Transforming the Mining Value Chain

Theme 2- Optimising Geometallurgical Prediction

Quantifying the texture, mineralogy and mineral chemistry of rocks in the mine environment contributes to the prediction of processing performance and value of mine products. The element deportment controls the grade and recovery of mine concentrates. The value of the concentrate is also affected by the presence of penalty elements, such as Sb, As, F and Hg, of which permissible abundances are subject to strict environmental monitoring. The risks of mine failure and environmental disasters are far greater without a complete understanding of the mineral deportment of all elements of concern. However many mining operations have commenced without such knowledge. Theme 2 will develop the techniques and protocols for rapid trace metal deportment in a range of ore types that can be implemented at the mine planning stage and carried through to waste disposal and ultimately to mine site rehabilitation (Theme 3).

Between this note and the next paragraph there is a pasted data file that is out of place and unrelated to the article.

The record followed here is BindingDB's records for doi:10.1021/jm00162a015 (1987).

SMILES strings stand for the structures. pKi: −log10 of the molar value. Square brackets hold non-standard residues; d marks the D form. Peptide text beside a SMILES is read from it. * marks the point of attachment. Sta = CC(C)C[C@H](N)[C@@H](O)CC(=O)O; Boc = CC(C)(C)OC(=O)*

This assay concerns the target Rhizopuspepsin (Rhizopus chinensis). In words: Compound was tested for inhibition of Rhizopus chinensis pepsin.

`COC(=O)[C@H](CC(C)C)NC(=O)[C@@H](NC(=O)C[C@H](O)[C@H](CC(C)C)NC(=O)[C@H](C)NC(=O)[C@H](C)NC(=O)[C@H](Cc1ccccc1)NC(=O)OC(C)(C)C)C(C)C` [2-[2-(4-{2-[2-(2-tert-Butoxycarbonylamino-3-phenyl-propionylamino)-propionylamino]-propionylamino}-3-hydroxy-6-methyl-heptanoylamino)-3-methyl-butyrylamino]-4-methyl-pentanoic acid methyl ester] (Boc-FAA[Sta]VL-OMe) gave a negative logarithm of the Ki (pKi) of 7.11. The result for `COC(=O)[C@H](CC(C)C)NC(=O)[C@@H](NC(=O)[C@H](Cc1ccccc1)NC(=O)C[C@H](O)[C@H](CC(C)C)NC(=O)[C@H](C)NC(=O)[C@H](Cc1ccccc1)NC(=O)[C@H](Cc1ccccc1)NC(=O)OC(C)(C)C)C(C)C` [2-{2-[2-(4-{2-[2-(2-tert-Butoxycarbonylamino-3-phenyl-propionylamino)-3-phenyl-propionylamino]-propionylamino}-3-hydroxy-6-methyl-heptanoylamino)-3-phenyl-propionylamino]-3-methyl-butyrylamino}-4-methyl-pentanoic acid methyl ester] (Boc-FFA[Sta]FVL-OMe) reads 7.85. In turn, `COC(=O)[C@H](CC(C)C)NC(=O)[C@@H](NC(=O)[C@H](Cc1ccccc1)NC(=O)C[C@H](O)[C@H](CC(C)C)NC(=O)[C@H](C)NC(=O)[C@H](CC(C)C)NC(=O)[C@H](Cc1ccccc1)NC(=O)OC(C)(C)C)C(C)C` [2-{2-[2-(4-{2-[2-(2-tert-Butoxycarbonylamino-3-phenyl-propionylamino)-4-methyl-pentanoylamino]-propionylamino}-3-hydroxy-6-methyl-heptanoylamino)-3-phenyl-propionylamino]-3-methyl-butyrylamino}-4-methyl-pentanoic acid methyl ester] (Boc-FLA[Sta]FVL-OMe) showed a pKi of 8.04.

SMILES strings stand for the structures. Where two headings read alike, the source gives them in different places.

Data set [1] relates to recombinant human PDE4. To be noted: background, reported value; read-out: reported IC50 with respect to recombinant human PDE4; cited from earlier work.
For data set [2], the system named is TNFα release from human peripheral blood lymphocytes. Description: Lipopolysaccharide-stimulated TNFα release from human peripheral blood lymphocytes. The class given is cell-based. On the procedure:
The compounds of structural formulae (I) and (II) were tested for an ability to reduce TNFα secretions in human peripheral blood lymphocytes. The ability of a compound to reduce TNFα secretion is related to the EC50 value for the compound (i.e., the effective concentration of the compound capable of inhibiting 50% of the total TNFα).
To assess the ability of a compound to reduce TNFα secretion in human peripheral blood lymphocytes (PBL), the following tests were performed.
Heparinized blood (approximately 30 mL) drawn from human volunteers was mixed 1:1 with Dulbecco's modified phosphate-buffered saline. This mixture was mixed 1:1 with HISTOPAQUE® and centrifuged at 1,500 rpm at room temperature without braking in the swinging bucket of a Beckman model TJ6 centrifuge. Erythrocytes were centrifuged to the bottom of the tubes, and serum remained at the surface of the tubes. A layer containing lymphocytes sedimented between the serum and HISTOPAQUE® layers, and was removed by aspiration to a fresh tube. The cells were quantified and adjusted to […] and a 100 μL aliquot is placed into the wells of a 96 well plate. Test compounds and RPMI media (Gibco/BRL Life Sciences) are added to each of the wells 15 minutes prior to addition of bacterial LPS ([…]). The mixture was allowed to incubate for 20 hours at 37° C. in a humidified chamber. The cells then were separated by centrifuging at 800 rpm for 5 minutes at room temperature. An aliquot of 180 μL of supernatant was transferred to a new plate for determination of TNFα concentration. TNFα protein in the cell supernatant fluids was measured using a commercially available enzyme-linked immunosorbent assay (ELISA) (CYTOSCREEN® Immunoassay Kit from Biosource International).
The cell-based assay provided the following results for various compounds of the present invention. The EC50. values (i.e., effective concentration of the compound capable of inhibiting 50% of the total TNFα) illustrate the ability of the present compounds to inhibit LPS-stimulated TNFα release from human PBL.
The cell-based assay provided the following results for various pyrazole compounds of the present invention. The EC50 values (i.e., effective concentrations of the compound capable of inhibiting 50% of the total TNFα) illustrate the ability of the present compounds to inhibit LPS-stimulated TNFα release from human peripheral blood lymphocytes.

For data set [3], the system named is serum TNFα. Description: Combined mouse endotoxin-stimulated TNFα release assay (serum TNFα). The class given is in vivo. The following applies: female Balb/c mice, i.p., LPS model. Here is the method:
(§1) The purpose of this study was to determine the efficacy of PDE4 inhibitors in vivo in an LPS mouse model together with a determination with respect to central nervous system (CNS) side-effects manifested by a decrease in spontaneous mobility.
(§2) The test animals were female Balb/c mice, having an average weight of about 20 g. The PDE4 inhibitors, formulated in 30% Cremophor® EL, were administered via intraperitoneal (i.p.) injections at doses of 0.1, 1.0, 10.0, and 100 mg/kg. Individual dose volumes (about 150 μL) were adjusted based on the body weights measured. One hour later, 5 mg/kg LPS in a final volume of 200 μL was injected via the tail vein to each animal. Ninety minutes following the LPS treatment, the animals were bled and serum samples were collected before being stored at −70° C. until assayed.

Currently deportment questions are routinely addressed using scanning electron microscopy (SEM) based mapping systems (QEMSCAN, MLA). Our research program will be focussed on developing new standardised analytical protocols determining multi-element deportment in ores. Our approach involves combining the existing capabilities of SEM with the low detection limits of LA-ICPMS. Three possible scenarios of element deportment will be considered:

i) Trace element is concentrated as a major (stoichiometric) element in a trace mineral: Examples: Au in gold and electrum; As in arsenopyrite, cobaltite, realgar, orpiment, enargite;

ii) Trace element is concentrated as a minor element in a minor mineral: Examples: F in apatite, mica, amphibole, tourmaline: Cd in sphalerite;

iii) Trace element is dispersed at trace level in a common mineral: Examples: Au in pyrite and arsenopyrite; U in feldspar. In many cases the element of interest may be distributed across more than one scenario.

With the ability to accurately measure deportment on a significant number of samples, data mining techniques can be used to search for correlation with the large set of categorical and nominal data available in the mine database, including data extracted from core imaging.